The same world as the first six books, although this book takes place in the southern hemisphere of the world, starting around Nyissa and then later in Cthol Murgos.

Plot

The search for Garion and Ce’Nedra’s son Geran continues.  This is much the same as the rest of Eddings’ books.  Travel for a short time, encounter a new problem, overcome the problem, move on to the next place and problem.

Characters

The characters in this book are much the same as the rest of the series, which ends up being the biggest problem for the book.  The characters have been exactly the same for 7 books now.  I was encouraged when the first book started with a section from Errand’s viewpoint, but since that first section everything has come from Garion’s point of view.  Speaking of which, we’re told Errand’s actual name, it’s Eriond, which to me wasn’t particularly inspired.

My biggest problem with this book is Ce’Nedra.  In the last book of The Belgariad, she takes charge and assembles an army to try and help Garion.  In the first book of The Malloreon she insists that she is coming along to find her son.  It seems like the only time that she is even mentioned in this book is when she’s having a nervous breakdown from missing Geran.  I think it was set up that she was a stronger character, and it was irritating to see her constantly breaking down.

Enjoyment

I’m not entirely sure about how successful this series is.  Eddings is essentially telling the same story from The Belgariad, and at one point Garion mentions this to Belgarath.  They’re following the trail of a prophecy, encountering monsters, and chasing after a person who has something they need (Aldur’s Orb in The Belgariad, Geran in The Malloreon).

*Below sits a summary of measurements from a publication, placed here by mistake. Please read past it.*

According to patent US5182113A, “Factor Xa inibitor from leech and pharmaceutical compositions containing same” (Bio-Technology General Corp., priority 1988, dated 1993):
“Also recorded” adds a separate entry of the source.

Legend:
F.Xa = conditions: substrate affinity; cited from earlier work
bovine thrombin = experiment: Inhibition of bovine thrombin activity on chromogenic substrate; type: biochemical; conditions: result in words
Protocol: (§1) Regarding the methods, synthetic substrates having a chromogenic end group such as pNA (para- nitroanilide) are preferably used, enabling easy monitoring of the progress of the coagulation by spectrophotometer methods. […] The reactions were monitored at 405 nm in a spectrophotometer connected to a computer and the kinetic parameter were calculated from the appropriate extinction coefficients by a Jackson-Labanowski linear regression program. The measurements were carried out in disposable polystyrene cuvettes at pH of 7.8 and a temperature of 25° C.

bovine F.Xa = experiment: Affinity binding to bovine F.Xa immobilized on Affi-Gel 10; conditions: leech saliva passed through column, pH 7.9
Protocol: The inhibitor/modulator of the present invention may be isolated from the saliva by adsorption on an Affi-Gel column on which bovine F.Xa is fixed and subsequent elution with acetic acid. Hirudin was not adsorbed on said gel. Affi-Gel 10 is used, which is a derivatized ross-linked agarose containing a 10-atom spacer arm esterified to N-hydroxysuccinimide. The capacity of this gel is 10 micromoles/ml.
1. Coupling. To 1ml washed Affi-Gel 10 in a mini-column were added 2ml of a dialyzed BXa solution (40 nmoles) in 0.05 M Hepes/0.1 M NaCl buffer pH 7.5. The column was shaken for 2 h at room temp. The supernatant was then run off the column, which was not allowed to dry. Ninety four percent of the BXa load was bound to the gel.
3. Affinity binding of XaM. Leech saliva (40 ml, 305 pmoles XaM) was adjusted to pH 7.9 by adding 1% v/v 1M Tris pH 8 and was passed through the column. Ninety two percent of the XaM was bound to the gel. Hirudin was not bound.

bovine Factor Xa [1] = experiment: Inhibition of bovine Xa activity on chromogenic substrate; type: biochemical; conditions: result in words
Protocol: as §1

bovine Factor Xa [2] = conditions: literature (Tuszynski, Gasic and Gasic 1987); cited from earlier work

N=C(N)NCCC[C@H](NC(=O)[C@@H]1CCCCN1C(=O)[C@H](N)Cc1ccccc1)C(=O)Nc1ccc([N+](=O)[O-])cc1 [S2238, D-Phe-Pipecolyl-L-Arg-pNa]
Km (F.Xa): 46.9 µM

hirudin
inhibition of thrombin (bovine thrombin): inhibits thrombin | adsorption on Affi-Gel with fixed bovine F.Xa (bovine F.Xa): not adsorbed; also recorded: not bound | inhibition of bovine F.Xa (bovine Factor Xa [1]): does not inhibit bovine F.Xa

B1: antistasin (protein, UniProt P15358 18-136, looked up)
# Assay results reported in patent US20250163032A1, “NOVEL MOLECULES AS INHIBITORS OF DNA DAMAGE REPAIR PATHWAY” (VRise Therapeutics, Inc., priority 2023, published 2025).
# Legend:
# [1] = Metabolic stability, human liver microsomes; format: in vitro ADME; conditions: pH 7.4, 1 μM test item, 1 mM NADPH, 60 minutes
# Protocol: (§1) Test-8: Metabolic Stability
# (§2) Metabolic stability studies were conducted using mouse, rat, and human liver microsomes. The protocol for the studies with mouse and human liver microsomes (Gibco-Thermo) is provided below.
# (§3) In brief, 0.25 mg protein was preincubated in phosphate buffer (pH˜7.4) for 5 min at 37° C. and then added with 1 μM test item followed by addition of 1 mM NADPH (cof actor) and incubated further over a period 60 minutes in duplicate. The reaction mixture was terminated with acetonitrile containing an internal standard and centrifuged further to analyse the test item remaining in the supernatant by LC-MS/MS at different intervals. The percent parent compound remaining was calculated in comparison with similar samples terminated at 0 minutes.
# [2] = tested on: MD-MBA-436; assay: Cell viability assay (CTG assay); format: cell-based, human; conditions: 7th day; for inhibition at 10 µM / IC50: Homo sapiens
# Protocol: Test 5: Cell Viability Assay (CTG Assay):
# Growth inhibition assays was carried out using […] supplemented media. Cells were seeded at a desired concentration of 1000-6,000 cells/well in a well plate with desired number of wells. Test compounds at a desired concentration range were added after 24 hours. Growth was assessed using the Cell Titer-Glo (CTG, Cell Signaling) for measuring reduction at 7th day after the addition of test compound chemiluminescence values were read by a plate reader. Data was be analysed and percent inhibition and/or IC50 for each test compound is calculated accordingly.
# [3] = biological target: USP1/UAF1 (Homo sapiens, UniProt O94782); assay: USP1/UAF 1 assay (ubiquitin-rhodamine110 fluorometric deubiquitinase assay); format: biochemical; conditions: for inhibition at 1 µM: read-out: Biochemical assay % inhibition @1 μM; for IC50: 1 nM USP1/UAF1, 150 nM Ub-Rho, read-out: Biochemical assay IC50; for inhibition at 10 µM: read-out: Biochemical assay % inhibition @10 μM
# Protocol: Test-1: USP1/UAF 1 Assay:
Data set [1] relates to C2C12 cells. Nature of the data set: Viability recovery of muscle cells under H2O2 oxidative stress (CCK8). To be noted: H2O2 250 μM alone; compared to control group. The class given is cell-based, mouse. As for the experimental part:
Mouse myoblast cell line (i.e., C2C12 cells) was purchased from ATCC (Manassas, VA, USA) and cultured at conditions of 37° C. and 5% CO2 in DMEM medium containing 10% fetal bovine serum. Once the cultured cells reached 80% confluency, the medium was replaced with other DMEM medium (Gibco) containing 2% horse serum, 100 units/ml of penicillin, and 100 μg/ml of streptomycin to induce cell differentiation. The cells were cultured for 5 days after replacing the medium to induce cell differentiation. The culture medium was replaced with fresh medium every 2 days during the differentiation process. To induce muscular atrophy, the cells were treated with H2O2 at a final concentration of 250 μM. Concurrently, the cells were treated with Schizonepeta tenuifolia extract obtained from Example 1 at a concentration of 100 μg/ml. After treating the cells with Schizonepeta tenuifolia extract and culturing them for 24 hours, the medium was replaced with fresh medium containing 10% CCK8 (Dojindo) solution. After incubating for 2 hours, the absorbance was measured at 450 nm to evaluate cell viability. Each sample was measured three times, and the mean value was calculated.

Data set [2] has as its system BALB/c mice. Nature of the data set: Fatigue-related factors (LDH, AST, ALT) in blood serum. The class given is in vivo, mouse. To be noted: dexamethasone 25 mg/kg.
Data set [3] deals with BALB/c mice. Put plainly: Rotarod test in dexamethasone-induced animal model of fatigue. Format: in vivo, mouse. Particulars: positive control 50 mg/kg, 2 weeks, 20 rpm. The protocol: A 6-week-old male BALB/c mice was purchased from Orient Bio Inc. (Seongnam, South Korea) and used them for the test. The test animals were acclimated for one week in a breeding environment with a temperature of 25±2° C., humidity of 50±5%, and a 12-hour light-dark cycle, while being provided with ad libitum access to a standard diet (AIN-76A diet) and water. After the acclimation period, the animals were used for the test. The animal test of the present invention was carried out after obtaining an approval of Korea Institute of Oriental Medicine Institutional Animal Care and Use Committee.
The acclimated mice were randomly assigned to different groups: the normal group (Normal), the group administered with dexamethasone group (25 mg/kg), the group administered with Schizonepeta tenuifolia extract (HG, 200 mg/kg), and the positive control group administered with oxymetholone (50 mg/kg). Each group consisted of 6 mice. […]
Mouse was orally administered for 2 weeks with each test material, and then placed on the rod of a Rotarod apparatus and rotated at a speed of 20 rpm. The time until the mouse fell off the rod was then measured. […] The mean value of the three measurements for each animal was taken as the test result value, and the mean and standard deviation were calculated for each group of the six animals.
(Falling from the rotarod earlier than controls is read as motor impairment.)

There are two elements of these books that are absolutely fantastic.  Eddings worldbuilding is brilliantly done, there is a depth to every country, and all of the cultures that the group encounters are fleshed out and unique.  The other brilliant aspect to Eddings writing is the banter between the characters.  Polgara and Belgarath are always fun to watch, and Silk is probably one of the most interesting characters I’ve seen in Fantasy novels.

However, there are problems with this series for me.  The first is that there really isn’t any growth in the characters.  Even though he is older now and an experience king, Garion is still largely the same character that he was at the start of The Belgariad.  Belgarath and Polgara are both thousands of years old, they’re not going to change, but I would like to see more growth from Garion.  My second complaint is with the episodic nature of the story.  Every problem that the encounter is usually solved within two or three chapters.  Other than the overarching plot of chasing after their son, nothing ever gets really bad.  We get one small problem, which is quickly overcome by our hyper-competent characters, and then we move on.  Which brings up another problem, these characters are all so powerful, that they’re never in any danger no matter what comes up.  The lack of depth to the problems that arise combined with the strength of the characters means there’s never any tension in the story.  I’m hoping that this changes in the rest of the series, but I’m not holding my breath.

Overall Grade

Nothing outstanding, but well written.

6/10

Guardians of the West

The next several books that I’m reading are going to be difficult to discuss.  Ostensibly The Malloreon is a separate series from The Belgariad, but it’s really a continuation of Garion’s story.  All that said, the first book at least is well written, and I’m looking forward to the rest of the series.

Book Stats

273 pages (just like I had with The Belgariad, I have the series in a two part collection that contains all five books)

Fantasy

First book of The Malloreon, the series that is the sequel to The Belgariad

Characters